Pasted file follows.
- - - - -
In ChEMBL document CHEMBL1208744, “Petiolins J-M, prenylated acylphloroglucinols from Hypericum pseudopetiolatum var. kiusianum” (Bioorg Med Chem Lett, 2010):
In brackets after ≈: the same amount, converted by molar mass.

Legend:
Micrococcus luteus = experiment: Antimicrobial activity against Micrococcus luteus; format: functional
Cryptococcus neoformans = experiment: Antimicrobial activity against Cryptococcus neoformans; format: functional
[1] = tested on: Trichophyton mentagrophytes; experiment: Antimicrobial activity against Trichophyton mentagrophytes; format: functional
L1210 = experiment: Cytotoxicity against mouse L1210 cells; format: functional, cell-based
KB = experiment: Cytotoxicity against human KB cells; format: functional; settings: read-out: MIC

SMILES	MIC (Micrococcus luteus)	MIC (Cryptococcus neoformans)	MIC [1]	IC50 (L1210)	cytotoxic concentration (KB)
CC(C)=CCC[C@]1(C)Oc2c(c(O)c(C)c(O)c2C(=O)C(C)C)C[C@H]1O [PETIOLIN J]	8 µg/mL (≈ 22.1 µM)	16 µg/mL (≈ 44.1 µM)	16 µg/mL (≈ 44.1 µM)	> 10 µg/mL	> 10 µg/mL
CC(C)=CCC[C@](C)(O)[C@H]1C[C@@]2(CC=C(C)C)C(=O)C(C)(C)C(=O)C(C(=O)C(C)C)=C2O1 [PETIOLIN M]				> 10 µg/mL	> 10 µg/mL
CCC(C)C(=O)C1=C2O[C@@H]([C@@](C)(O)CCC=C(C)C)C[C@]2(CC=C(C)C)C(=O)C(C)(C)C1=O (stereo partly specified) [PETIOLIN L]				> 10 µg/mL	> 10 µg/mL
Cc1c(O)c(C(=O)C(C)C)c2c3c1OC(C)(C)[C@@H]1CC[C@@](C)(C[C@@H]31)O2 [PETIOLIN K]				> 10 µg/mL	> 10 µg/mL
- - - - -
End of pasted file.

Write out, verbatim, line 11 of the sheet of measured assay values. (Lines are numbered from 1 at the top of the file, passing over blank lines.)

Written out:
CC(C)=CCC[C@](C)(O)[C@H]1C[C@@]2(CC=C(C)C)C(=O)C(C)(C)C(=O)C(C(=O)C(C)C)=C2O1 [PETIOLIN M]				> 10 µg/mL	> 10 µg/mL